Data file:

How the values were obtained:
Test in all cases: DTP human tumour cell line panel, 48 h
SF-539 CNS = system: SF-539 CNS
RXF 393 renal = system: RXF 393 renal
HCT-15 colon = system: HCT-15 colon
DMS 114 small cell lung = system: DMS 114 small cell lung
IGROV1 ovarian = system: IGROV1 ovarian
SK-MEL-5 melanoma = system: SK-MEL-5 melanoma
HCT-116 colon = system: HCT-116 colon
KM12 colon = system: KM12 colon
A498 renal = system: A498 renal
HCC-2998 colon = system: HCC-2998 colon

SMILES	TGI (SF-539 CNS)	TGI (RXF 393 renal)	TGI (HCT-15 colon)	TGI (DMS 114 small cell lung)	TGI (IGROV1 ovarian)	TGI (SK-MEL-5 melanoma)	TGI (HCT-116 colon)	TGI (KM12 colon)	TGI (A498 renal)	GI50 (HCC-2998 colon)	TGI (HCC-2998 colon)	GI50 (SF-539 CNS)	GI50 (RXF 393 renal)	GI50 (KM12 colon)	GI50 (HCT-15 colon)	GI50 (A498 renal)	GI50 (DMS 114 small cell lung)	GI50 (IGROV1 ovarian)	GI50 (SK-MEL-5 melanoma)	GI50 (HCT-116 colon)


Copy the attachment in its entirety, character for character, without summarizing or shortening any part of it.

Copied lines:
How the values were obtained:
Test in all cases: DTP human tumour cell line panel, 48 h
SF-539 CNS = system: SF-539 CNS
RXF 393 renal = system: RXF 393 renal
HCT-15 colon = system: HCT-15 colon
DMS 114 small cell lung = system: DMS 114 small cell lung
IGROV1 ovarian = system: IGROV1 ovarian
SK-MEL-5 melanoma = system: SK-MEL-5 melanoma
HCT-116 colon = system: HCT-116 colon
KM12 colon = system: KM12 colon
A498 renal = system: A498 renal
HCC-2998 colon = system: HCC-2998 colon

SMILES	TGI (SF-539 CNS)	TGI (RXF 393 renal)	TGI (HCT-15 colon)	TGI (DMS 114 small cell lung)	TGI (IGROV1 ovarian)	TGI (SK-MEL-5 melanoma)	TGI (HCT-116 colon)	TGI (KM12 colon)	TGI (A498 renal)	GI50 (HCC-2998 colon)	TGI (HCC-2998 colon)	GI50 (SF-539 CNS)	GI50 (RXF 393 renal)	GI50 (KM12 colon)	GI50 (HCT-15 colon)	GI50 (A498 renal)	GI50 (DMS 114 small cell lung)	GI50 (IGROV1 ovarian)	GI50 (SK-MEL-5 melanoma)	GI50 (HCT-116 colon)